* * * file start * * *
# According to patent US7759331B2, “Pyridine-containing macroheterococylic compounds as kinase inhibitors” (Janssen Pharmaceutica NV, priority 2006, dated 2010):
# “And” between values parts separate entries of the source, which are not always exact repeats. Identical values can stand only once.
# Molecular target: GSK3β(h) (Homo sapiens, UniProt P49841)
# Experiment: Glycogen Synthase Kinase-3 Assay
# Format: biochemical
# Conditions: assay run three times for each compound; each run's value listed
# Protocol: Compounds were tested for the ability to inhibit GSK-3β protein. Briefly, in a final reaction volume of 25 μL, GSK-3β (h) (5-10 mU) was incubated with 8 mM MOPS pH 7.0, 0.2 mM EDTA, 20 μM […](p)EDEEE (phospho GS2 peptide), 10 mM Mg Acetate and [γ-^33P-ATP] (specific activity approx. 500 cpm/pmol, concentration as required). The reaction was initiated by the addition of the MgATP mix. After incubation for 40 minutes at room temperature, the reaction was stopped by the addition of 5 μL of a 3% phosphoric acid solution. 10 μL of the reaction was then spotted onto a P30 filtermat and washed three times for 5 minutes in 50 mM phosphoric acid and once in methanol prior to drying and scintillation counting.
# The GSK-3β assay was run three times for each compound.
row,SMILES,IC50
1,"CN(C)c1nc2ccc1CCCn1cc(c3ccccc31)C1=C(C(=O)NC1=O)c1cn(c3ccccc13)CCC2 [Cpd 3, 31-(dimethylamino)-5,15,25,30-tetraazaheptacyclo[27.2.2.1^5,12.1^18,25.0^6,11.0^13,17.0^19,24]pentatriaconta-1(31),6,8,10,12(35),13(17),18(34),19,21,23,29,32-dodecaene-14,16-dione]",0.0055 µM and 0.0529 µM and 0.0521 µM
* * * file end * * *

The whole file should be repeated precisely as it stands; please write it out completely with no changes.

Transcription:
# According to patent US7759331B2, “Pyridine-containing macroheterococylic compounds as kinase inhibitors” (Janssen Pharmaceutica NV, priority 2006, dated 2010):
# “And” between values parts separate entries of the source, which are not always exact repeats. Identical values can stand only once.
# Molecular target: GSK3β(h) (Homo sapiens, UniProt P49841)
# Experiment: Glycogen Synthase Kinase-3 Assay
# Format: biochemical
# Conditions: assay run three times for each compound; each run's value listed
# Protocol: Compounds were tested for the ability to inhibit GSK-3β protein. Briefly, in a final reaction volume of 25 μL, GSK-3β (h) (5-10 mU) was incubated with 8 mM MOPS pH 7.0, 0.2 mM EDTA, 20 μM […](p)EDEEE (phospho GS2 peptide), 10 mM Mg Acetate and [γ-^33P-ATP] (specific activity approx. 500 cpm/pmol, concentration as required). The reaction was initiated by the addition of the MgATP mix. After incubation for 40 minutes at room temperature, the reaction was stopped by the addition of 5 μL of a 3% phosphoric acid solution. 10 μL of the reaction was then spotted onto a P30 filtermat and washed three times for 5 minutes in 50 mM phosphoric acid and once in methanol prior to drying and scintillation counting.
# The GSK-3β assay was run three times for each compound.
row,SMILES,IC50
1,"CN(C)c1nc2ccc1CCCn1cc(c3ccccc31)C1=C(C(=O)NC1=O)c1cn(c3ccccc13)CCC2 [Cpd 3, 31-(dimethylamino)-5,15,25,30-tetraazaheptacyclo[27.2.2.1^5,12.1^18,25.0^6,11.0^13,17.0^19,24]pentatriaconta-1(31),6,8,10,12(35),13(17),18(34),19,21,23,29,32-dodecaene-14,16-dione]",0.0055 µM and 0.0529 µM and 0.0521 µM